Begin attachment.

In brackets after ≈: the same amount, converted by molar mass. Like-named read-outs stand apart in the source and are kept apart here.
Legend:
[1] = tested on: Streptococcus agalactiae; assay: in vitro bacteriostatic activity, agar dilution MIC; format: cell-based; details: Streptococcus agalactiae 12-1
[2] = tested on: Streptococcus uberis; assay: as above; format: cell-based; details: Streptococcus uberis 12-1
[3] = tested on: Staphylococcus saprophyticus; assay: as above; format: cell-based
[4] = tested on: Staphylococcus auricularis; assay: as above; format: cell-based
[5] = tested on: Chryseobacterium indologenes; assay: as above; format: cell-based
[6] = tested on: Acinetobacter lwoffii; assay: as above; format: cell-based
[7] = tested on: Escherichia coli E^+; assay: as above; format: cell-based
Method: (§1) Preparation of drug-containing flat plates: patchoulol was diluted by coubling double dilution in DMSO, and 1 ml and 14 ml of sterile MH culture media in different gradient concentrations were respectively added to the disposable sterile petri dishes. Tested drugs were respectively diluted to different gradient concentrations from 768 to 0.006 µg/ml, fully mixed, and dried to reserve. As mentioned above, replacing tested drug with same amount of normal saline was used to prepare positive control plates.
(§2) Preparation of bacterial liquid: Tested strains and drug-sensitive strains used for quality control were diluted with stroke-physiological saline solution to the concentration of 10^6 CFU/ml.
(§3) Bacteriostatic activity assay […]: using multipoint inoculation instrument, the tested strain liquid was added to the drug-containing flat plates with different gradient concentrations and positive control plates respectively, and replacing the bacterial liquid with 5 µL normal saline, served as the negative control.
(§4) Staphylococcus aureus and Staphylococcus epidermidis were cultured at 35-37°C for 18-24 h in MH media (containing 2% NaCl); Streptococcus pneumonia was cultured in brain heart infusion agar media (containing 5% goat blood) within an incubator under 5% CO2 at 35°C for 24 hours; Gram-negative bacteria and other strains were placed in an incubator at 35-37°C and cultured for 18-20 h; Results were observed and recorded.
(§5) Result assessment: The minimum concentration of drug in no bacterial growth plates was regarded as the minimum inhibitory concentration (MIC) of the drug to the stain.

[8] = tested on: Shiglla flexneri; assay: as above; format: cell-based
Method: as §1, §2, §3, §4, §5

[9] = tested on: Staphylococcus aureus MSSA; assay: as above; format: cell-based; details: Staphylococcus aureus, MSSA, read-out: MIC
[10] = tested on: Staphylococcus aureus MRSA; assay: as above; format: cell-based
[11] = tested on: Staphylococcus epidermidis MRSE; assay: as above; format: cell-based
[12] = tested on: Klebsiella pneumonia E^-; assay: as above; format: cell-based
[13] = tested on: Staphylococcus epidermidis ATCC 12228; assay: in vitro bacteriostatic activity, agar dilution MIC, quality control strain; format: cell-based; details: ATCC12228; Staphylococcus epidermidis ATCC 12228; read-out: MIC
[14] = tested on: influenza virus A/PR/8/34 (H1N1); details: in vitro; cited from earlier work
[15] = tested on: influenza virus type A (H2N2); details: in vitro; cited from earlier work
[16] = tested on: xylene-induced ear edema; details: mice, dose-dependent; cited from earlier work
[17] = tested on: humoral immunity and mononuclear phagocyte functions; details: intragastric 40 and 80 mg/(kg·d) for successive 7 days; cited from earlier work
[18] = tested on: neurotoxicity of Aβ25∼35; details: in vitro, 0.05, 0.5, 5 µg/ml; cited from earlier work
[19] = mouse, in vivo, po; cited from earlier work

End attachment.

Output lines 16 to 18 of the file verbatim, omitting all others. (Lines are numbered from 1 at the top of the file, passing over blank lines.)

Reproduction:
Method: as §1, §2, §3, §4, §5

[9] = tested on: Staphylococcus aureus MSSA; assay: as above; format: cell-based; details: Staphylococcus aureus, MSSA, read-out: MIC
[10] = tested on: Staphylococcus aureus MRSA; assay: as above; format: cell-based